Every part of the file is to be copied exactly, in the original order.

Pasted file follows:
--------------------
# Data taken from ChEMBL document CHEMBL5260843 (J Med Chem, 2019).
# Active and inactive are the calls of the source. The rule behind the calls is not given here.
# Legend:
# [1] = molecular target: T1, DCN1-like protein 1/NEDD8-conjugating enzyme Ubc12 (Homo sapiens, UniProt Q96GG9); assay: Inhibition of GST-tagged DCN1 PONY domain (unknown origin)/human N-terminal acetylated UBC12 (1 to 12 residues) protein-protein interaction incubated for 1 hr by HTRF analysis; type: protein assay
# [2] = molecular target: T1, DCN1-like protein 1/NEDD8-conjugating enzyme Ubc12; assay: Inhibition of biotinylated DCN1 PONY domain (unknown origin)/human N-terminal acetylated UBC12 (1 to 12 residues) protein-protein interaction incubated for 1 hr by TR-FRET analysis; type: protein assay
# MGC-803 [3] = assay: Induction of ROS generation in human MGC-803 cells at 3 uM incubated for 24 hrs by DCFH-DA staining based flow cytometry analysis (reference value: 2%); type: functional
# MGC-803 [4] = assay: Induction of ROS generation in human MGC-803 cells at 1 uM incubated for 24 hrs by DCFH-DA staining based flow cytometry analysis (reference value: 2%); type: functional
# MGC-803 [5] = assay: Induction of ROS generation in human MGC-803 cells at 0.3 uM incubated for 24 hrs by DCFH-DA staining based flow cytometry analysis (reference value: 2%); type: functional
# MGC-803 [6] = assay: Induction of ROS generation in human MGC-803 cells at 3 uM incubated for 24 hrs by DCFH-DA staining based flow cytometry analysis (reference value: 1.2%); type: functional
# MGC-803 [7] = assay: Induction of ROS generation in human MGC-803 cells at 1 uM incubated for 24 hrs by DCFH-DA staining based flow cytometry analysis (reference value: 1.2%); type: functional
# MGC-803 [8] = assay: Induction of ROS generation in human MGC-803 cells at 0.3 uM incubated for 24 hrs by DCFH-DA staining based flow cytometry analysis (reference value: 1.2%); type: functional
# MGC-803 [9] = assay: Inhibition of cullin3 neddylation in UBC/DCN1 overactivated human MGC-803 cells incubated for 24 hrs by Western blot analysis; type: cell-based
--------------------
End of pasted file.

# Data taken from ChEMBL document CHEMBL5260843 (J Med Chem, 2019).
# Active and inactive are the calls of the source. The rule behind the calls is not given here.
# Legend:
# [1] = molecular target: T1, DCN1-like protein 1/NEDD8-conjugating enzyme Ubc12 (Homo sapiens, UniProt Q96GG9); assay: Inhibition of GST-tagged DCN1 PONY domain (unknown origin)/human N-terminal acetylated UBC12 (1 to 12 residues) protein-protein interaction incubated for 1 hr by HTRF analysis; type: protein assay
# [2] = molecular target: T1, DCN1-like protein 1/NEDD8-conjugating enzyme Ubc12; assay: Inhibition of biotinylated DCN1 PONY domain (unknown origin)/human N-terminal acetylated UBC12 (1 to 12 residues) protein-protein interaction incubated for 1 hr by TR-FRET analysis; type: protein assay
# MGC-803 [3] = assay: Induction of ROS generation in human MGC-803 cells at 3 uM incubated for 24 hrs by DCFH-DA staining based flow cytometry analysis (reference value: 2%); type: functional
# MGC-803 [4] = assay: Induction of ROS generation in human MGC-803 cells at 1 uM incubated for 24 hrs by DCFH-DA staining based flow cytometry analysis (reference value: 2%); type: functional
# MGC-803 [5] = assay: Induction of ROS generation in human MGC-803 cells at 0.3 uM incubated for 24 hrs by DCFH-DA staining based flow cytometry analysis (reference value: 2%); type: functional
# MGC-803 [6] = assay: Induction of ROS generation in human MGC-803 cells at 3 uM incubated for 24 hrs by DCFH-DA staining based flow cytometry analysis (reference value: 1.2%); type: functional
# MGC-803 [7] = assay: Induction of ROS generation in human MGC-803 cells at 1 uM incubated for 24 hrs by DCFH-DA staining based flow cytometry analysis (reference value: 1.2%); type: functional
# MGC-803 [8] = assay: Induction of ROS generation in human MGC-803 cells at 0.3 uM incubated for 24 hrs by DCFH-DA staining based flow cytometry analysis (reference value: 1.2%); type: functional
# MGC-803 [9] = assay: Inhibition of cullin3 neddylation in UBC/DCN1 overactivated human MGC-803 cells incubated for 24 hrs by Western blot analysis; type: cell-based